The Pocket Clowns, Stanton's seminal skalypso-with-a-touch-of-emo-and-so-much-more band, are famous for draping their microphones with those "Sanitized for Your Protection" paper bands that go around motel toilets. Some think it's a contrived effort to be "quirky." Others think it goes back to front woman Ginger L. Gladness' much-publicized battle with obsessive-compulsive cleanliness. ("I'm a dope-ass clean freak," she's been known to say in interviews, while fingering a can of Lysol.) Still others think there must be some kind of acoustic reason for the paper bands.
Whatever the case, the unstoppable five-piece prove again on their latest satisfying skalypso-emo-rock-punk-metal-groovecore-grindcore-folk-polka-roots-hip-hop excursion, titled Smells Like Pocket Clowns (not to be confused with their now-legendary demo Smell the Pocket Clowns), the follow-up to October 1999's wildly successful Pocket Clowns Comin' Atcha!, which followed up August 1999's Something Clowny This Way Comes, June 1999's You Put the "Ow" in Clown and May 1999's Thanks for the Rubber Shoes, that there ain't nothin' sanitized about these clowns.
Whereas Pocket Clowns Comin' Atcha! (referred to as PCCA by true Clown-heads) served to announce to the world that the Pocket Clowns were coming at them, Smells Like Pocket Clowns (SLPC) is a much more personal exercise. It seems that this time, the world came at the Pocket Clowns. ("Where can I sink my teeth into a nice piece of peace?" a brokenhearted Stanky Edwards asks plaintively at the end of "Talk of the Clown.") SLPC is mournful at times, filled with dirgy yet funky laments. Gone is the menacing bravado, swagger and in-yo'-face innocence that marked PCCA, and in its place is the cynical yet not unrealistic viewpoint of a young band who shot to the top so fast that they're still sitting there listening to themselves shoot to the top. Too bad the speed of sound is slower than the speed of the Pocket Clowns. Ginger L. and enigmatic counterpart Stanky explore this intriguing phenomenon in an explosive track, which is really a call-and-response, called "NASA Callin'."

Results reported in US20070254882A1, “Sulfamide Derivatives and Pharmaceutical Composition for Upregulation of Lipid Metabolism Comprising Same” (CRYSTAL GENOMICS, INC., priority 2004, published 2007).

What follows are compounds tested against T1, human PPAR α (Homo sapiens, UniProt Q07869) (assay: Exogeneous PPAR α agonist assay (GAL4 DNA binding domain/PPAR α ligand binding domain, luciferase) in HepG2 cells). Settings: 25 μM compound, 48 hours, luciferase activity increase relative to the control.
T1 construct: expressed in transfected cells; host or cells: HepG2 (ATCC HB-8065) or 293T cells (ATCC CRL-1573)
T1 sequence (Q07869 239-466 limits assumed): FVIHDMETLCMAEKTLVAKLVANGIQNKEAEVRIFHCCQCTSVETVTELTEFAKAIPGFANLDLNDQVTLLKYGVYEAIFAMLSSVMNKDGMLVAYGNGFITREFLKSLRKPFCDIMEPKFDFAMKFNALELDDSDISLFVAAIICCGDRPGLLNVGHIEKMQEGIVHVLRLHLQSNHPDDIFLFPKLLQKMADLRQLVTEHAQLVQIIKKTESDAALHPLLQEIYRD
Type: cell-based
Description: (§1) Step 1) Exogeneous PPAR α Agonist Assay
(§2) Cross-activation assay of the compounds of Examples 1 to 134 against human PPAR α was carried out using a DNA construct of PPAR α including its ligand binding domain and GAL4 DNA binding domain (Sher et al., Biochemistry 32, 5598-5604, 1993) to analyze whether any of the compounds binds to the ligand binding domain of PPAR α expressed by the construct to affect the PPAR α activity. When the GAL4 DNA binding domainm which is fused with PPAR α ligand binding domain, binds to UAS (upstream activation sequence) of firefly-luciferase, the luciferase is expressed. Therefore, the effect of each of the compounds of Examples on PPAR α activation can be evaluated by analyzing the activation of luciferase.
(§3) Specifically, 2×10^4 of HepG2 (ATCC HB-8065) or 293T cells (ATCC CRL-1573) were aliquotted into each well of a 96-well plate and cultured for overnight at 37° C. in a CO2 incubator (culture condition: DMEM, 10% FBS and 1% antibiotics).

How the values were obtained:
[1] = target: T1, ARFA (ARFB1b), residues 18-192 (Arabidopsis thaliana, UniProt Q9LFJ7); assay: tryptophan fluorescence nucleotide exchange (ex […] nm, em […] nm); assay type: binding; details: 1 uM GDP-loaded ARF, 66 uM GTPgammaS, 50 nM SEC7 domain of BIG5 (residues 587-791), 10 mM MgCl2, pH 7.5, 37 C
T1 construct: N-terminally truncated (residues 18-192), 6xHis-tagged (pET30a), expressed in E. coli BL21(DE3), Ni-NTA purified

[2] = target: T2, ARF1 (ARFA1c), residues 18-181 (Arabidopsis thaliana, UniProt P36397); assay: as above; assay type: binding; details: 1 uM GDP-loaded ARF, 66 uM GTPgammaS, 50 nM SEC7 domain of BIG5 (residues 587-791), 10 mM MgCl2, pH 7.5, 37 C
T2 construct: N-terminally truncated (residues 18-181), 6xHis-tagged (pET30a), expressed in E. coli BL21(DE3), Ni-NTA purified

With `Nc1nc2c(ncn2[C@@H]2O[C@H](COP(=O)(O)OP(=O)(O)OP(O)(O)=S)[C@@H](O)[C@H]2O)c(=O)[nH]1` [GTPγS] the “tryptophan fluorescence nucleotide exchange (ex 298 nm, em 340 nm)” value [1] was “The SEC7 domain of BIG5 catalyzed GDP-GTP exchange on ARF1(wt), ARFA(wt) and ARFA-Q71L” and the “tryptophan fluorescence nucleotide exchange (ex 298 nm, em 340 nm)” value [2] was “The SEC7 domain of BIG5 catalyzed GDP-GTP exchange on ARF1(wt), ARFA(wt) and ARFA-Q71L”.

"Answer the phone, bitch!" screams Stanky.
"I can't hear you YET, bitch!" Ginger L. screams back, the tension mounting.
"Say what? Answer the phone, bitch!" Stanky screams again.
"Huh? Still can't hear you, bitch!" Ginger L. snaps back over a thick sonic stew of heavenly digitized pummeling up-tempo industrial island funkiness courtesy of keyboardist and German transplant Hewitt Wierwen, turntable arsonist Y.N. Howe, and new drummer Y-Nut Ware, a.k.a. the Mad Y-Nut, who replaced original drummer Tabitha Sanchez, who suffered severe memory loss and sustained multiple injuries after a head-on collision with, ironically, a Volkswagen stuffed with clowns.
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"Brutha against brutha! Clown against clown!" Ginger L. hisses on "Clown vs. Clown," the proceeds of which are helping to pay for Sanchez's mounting medical bills and, eventually, toward education in schools to prevent accidents involving clown-stuffed Volkswagens. ("Fahrvergngen is the cruelest word," Ginger L. weeps poignantly on "The Cruelest Word," which was recorded with an orchestra.)
The biggest change this time around, though, is the Clowns' newfound acceptance of Garden Grove, a town they hated with the hate of 10,000 hate-filled clowns. On "Who You Callin' Garbage Grove?" Stanky raps convincingly, "Stanton in the house; ain't goin' nowhere. Garden Grove ain't either, I guess."
Critics speculate the new attitude stems from the calming influence of yoga, which three of the Clowns began practicing after a trip to India with Alanis Morissette. Others think it's the relations with Alanis Morissette that three of the members began having after the trip to India. Others chalk it up to feng shui. Others cite aromatherapy. Still others don't care.
But the Clowns have already come up with an answer for the ones that don't care. Witness the intro to SLPC's barnburning title track: "OC, are you ready? Turn your frown upside-down! OC, get ready to smell like clowns!"